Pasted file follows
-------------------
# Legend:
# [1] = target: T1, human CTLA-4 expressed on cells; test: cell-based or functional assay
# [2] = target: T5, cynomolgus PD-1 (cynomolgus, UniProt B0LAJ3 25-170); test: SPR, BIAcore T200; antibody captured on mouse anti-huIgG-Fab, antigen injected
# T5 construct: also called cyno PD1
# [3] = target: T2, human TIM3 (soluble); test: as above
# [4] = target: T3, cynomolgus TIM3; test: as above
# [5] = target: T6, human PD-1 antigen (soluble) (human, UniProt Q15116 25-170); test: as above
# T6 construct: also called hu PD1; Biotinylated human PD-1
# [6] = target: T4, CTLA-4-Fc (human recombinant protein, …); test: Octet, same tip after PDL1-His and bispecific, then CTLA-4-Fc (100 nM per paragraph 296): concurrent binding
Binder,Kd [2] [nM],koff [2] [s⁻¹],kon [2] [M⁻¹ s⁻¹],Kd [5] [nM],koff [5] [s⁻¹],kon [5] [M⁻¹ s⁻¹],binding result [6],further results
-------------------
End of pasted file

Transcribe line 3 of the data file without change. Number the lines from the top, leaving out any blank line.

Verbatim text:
# [2] = target: T5, cynomolgus PD-1 (cynomolgus, UniProt B0LAJ3 25-170); test: SPR, BIAcore T200; antibody captured on mouse anti-huIgG-Fab, antigen injected